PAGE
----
White Hat Link Building

Links should come in response to quality content or established relationships between website owners. If you take the time to create insightful, original content, you give your website an advantage regarding Google’s indexing process. Your content should offer the audience helpful tips, sound advice, or relevant information.

Some guidelines for white hat link building include the following:

  • Be sure to backlink from quality websites. Such websites function well, contain rich content, and have a solid backlink profile and domain history.
  • Place select links on a variety of websites, including high-authority and low-authority sites relevant to your niche. Limit the number of links that you place at any one time to avoid penalty.

Black Hat Link Building

While there are white hat methods to boosting backlinks, as listed above, black hat tactics can be tempting. Keep in mind that the quick and easy link-building methods disregard Google’s guidelines and thus compromise your site’s rankings. Two such black hat options are buying links from Private Blog Networks (PBNs) or link farms. These are considered black hat SEO and will never be recommended.

Black-hat link building is the process of using unethical SEO tactics that violate Google’s Search Essentials to drive website traffic. Search engines are aware of black hat practices and employ algorithms that detect and penalize websites that use them. Despite these risks, people still defer to black hat link-building tactics to boost rankings.

Some of these black hat techniques include the following:

1. Hidden links and text within blog content

The links are cloaked with white font, so the website owners and readers don’t see them. The users are presented with unrelated content, though the presence of the hidden link improves search rankings. Keep in mind that the penalties associated with sneaking hidden links are severe. It also compromises the long-term quality of your site’s backlinks.

2. Using PBN for building backlinks

PBN backlinks are links built from a network of connected blogs and websites. The same entity often owns these sites, and the purpose is to create links to their money site, with little regard for content. They can also sell PBN links to other website owners for additional profit. Google considers this exploitive, which is why PBNs are hidden in a private network to avoid detection.

3. Participating in a link farm

A link farm is a group of websites created solely to increase the link popularity of another site by generating incoming links. Most of the content is often random hyperlinks to other websites. Link farms divide their links into directories to hide from Google because Google penalizes websites with links between unrelated websites.

HARO Outreach for Link Building

Should you decide to do general outreach and contact a site, you may find that the web admin will ask for money to publish a link on their site. Often, web admins request a fee for link placement because they understand how valuable links are. This does not mean the paid link is bad, nor does it automatically mean it’s black hat SEO. After all, Google looks at every link’s backend metrics and then decides whether or not it’s a quality link. Just because a link was paid for does not mean it’s a bad link. Depending on the philosophy, the issue lies with taking or paying a fee for link placement. In many circles, this is considered unethical, bordering between grey and black hat SEO.

This demand for legitimate backlinks has driven the need for white hat link-building services; although, any link-building service is grey hat at best. After all, the goal is to create backlinks for profit, not enhance customer experience.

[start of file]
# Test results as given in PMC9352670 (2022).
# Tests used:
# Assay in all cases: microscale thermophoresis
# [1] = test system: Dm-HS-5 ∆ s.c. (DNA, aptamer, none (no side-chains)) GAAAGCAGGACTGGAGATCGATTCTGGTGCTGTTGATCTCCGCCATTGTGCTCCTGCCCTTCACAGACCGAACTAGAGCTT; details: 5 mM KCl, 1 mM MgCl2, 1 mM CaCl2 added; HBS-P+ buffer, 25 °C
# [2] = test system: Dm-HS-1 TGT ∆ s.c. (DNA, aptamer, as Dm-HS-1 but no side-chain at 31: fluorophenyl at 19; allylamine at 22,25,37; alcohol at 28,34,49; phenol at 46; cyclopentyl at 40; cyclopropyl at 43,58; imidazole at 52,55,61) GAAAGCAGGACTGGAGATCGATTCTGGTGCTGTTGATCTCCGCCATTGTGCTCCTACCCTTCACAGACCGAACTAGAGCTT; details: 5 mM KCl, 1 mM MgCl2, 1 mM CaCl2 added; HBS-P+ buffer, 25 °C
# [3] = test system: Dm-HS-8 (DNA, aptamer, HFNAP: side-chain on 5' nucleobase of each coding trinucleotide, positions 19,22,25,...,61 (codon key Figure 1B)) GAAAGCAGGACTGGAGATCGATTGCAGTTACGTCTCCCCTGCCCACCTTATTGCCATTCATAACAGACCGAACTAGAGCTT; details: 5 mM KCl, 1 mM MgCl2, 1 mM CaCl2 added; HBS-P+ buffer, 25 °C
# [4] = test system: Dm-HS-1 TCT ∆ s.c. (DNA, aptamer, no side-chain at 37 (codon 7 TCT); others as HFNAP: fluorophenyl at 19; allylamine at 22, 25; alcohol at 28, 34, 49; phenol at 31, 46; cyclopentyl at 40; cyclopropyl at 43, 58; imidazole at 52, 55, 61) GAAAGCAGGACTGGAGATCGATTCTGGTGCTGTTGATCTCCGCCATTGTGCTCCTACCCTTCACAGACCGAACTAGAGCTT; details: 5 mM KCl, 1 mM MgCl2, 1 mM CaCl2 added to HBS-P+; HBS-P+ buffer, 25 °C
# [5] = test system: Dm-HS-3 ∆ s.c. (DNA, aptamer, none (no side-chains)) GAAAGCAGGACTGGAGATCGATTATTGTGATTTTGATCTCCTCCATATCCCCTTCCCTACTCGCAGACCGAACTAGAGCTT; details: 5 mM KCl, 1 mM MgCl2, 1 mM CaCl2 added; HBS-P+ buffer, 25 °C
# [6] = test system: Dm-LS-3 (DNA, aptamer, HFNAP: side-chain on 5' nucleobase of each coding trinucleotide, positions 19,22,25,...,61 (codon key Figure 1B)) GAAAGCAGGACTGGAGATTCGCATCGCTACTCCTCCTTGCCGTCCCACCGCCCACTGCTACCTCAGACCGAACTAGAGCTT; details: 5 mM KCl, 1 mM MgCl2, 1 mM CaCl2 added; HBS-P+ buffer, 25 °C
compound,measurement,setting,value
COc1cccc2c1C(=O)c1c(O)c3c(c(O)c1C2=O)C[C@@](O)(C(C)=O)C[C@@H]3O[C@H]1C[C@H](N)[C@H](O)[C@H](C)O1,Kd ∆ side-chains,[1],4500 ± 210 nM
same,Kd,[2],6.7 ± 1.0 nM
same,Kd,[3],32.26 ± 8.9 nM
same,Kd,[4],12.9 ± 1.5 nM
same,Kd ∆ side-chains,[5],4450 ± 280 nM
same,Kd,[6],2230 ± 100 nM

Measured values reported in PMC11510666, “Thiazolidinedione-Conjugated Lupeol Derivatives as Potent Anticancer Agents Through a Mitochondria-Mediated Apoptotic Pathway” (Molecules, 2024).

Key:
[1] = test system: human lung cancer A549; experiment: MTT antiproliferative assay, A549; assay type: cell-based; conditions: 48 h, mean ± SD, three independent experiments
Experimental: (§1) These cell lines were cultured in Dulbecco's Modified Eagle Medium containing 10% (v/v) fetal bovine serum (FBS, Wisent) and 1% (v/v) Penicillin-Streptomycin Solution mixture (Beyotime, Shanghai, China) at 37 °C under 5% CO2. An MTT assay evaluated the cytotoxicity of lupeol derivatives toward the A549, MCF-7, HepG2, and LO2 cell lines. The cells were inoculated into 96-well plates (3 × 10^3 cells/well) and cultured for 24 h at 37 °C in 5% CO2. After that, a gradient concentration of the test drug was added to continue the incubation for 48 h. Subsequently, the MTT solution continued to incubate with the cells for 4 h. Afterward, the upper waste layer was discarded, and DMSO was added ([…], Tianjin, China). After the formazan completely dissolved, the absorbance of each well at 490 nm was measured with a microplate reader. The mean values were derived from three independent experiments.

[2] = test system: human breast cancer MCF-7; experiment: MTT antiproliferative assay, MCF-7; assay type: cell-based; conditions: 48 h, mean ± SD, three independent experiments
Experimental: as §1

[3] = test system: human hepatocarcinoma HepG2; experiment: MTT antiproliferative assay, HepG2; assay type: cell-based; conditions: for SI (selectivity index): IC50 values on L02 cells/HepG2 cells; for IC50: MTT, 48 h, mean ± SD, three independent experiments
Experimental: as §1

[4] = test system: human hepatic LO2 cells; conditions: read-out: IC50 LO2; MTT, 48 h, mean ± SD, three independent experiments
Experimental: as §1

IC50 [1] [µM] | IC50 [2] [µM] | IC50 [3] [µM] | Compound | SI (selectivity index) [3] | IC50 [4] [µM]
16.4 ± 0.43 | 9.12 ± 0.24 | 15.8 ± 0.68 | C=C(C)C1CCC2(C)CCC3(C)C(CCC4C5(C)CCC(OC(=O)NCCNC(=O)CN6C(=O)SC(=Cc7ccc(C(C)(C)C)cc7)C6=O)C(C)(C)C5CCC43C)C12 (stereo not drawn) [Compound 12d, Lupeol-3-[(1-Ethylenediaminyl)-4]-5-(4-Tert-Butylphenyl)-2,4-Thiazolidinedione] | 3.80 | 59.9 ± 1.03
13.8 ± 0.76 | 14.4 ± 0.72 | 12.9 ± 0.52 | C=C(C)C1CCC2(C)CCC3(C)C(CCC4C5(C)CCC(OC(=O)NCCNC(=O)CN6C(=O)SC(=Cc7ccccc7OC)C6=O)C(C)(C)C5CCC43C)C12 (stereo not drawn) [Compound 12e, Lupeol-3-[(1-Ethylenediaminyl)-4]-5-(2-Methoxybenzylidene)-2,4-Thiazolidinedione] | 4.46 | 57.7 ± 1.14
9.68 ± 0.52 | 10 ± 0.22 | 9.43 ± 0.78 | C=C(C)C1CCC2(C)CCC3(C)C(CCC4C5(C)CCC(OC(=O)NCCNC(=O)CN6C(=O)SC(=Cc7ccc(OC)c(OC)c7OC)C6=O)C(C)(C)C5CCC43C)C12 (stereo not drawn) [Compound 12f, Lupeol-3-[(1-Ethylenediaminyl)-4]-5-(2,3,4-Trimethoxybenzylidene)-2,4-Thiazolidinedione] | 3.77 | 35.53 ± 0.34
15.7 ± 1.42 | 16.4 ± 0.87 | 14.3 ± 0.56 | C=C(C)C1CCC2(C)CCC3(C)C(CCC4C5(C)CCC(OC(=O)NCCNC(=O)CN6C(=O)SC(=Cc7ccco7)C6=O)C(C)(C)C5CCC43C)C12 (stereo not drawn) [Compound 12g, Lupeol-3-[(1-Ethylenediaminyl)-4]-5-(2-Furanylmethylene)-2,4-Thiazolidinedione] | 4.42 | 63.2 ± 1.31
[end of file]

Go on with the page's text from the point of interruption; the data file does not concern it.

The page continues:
Perhaps the only legitimate way of obtaining backlinks is through HARO, which is a service for journalists that also assists website owners in building their backlink profiles. The method also adheres to white hat SEO practices because no money is exchanged as payment for a backlink. Using HARO enables authors to create links on legitimate websites that publish quality content and have solid performance metrics.

What is HARO?

HARO stands for “Help A Reporter Out” and is a service for journalists and bloggers. HARO offers both free and premium services, both of which connect authors to content experts. When clients ask for input or an article from subject matter experts on various topics, they receive dozens (sometimes hundreds) of pitches. The client chooses one and posts the expert’s content on their website or blog. The author includes a link to the source’s website. This arrangement is advantageous for both the client and the content expert. The client receives assistance with content creation, and the source earns backlinks from a trusted website.

So, if you need quality backlinks, adding your name to HARO’s talent pool of experts is a legitimate and proven way to do so. In addition, HARO’s process doesn’t deploy dozens of links simultaneously. Instead, responding with pitches gradually places a practical mix of links across various sites within your niche. Your backlink profile won’t grow by leaps and bounds, but it will grow steadily over time.

Valuable backlinks are the ones that come from reputable websites. With HARO, up to 53% of queries originate from websites with a robust Domain Rating (DR) of 70 or above. Thus, integrating HARO links can increase your organic search visibility and increase your search rankings. Because HARO doesn’t just deploy multiple links at one time, you won’t be penalized by Google. Link placement is gradual, logical, and natural, thus adhering to Google’s backlink guidelines.

For all the reasons listed above, HARO outreach is the only way to naturally obtain legitimate, free backlinks. The only cost you may incur is for premium membership, should you choose that over the free subscription.

Building Your Backlink Profile Takes Time

Building your backlink profile takes time, but you can accomplish it using white hat SEO principles. HARO outreach is a proven way to gain backlinks while improving your website’s quality and user experience. The quality of the backlink is key, not quantity. Avoid the temptation of adding too many links too quickly, as the black and grey hat tactics that generate those will only lead to penalties and short-lived results.

Here at Searched & Found, we include link-building strategy along with our other SEO services because we understand its crucial role in any SEO strategy.